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While searching on social media is unlikely to give you an email right away, it should be a good starting point for a full name to work with. If the employees have assigned the label as their employer on Facebook, then they will show up in the search results. So when you find a profile, be sure to vet them to make sure they actually look like they work there.
The Facebook page and SoundCloud profiles of the record labels tend to have some information as well that could prove useful. With a little luck, there will be more contact details there. By virtue of the business, a majority of these people will be public-facing people who are actively engaged in social media and networking and will have personal Twitter accounts, Instagram accounts, Facebook accounts and maybe even their own websites.
Track it all down. By now you should know who are running the label and where to reach them. If not, then you either need to dig deeper, or think of more inventive ways to uncover contact information. Alternatively, you could try getting in touch with people whom are likely to know more and ask them such as artists releasing with the label or their management.
Here comes the hard part. This is the most time consuming step of this whole process and needs to be executed with a lot of persistence and attention to detail. Earlier we discussed how the bigger a label gets, the more demos they receive. Sometimes that public folder is only checked once a month. By an intern. Give them ideas, criticism, links or comments that could benefit them. Point out something they could have missed. Put in some effort. Make life better for them.
Good things come from those little risks. You should apply all of these principles in many of your business relationships. Especially if you want to collaborate with someone, these things go a long way.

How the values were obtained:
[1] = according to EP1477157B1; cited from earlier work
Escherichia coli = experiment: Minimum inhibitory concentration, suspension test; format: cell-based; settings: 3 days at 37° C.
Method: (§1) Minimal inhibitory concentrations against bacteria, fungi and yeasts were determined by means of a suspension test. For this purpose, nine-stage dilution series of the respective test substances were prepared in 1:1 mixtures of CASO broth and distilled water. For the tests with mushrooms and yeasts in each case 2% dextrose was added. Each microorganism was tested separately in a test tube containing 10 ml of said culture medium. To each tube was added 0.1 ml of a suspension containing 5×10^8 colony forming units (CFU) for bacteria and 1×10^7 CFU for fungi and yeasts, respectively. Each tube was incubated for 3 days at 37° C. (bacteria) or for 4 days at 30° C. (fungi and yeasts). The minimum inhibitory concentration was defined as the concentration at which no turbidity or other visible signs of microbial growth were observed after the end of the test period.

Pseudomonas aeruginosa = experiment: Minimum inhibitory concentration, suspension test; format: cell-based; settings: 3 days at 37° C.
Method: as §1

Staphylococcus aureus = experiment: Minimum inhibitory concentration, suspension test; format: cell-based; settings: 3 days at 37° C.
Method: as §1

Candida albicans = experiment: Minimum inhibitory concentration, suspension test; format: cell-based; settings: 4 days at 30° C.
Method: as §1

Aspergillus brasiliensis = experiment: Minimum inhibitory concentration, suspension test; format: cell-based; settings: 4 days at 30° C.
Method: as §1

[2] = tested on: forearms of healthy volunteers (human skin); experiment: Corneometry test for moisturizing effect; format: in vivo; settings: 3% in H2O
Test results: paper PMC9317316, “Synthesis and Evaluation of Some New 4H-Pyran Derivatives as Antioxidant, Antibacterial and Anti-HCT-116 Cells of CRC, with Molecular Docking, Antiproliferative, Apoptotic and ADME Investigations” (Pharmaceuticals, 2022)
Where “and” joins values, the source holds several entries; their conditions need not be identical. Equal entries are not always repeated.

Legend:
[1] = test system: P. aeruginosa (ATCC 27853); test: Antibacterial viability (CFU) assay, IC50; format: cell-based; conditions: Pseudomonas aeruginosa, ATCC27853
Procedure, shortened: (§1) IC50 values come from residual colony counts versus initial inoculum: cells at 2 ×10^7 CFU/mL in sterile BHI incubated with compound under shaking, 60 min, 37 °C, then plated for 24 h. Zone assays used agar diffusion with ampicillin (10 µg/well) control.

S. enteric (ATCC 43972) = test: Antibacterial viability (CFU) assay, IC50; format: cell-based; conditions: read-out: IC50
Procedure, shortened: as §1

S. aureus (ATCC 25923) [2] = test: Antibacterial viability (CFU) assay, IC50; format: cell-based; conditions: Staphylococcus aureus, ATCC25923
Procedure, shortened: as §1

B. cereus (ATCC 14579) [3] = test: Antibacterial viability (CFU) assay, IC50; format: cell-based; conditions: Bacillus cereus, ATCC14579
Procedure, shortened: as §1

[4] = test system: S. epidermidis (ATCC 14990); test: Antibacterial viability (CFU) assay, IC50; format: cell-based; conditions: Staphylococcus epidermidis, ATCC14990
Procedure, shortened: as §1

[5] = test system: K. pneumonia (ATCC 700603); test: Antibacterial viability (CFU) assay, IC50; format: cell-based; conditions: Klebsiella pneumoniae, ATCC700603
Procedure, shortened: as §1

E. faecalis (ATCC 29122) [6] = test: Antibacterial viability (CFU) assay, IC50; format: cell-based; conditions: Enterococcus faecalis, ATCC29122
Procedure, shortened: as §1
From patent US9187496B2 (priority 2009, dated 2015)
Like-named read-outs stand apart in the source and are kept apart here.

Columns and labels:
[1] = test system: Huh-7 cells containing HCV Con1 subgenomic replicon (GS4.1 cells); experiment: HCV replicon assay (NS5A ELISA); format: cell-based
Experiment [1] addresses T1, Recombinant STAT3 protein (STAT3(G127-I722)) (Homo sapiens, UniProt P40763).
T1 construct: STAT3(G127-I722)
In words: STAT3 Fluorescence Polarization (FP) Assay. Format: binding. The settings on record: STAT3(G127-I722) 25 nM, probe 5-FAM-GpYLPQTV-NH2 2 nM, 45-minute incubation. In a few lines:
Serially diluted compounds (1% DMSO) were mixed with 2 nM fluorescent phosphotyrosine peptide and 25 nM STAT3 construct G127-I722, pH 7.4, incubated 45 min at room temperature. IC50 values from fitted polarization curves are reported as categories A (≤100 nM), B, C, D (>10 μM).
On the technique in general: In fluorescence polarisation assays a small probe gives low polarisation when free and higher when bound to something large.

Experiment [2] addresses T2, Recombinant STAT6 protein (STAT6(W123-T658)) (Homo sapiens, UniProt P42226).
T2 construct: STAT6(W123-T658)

I will show you my approach to establishing new business relationships. Our goal here is to create friends or at least acquaintances. You want them to get familiar with you and need to develop goodwill with them. Apply this approach with all the the five labels on your list. With a little luck, the people you meet first will make meeting the others easier. Networking is cumulative like that. Take note that building relationships takes time and that you should start doing this at least two weeks before you submit any music.
If you rush things, you might not have had enough time to bond and can not reap the benefits. Follow them on Twitter, like them on Facebook, follow on Soundcloud. If you know the personal names of the employees, try looking for their personal Facebook accounts with the end goal of having them accept your request. They way you do that is by…. On Twitter, try replying them regularly.
These are all easy ways to get a conversation going, but also have the other party recognize your name and handle. Try and add value. Even mail can prove a great way to start a dialogue. People will remember someone who stepped in their office a thousand times more than the dude who was just emailing, so aim for that.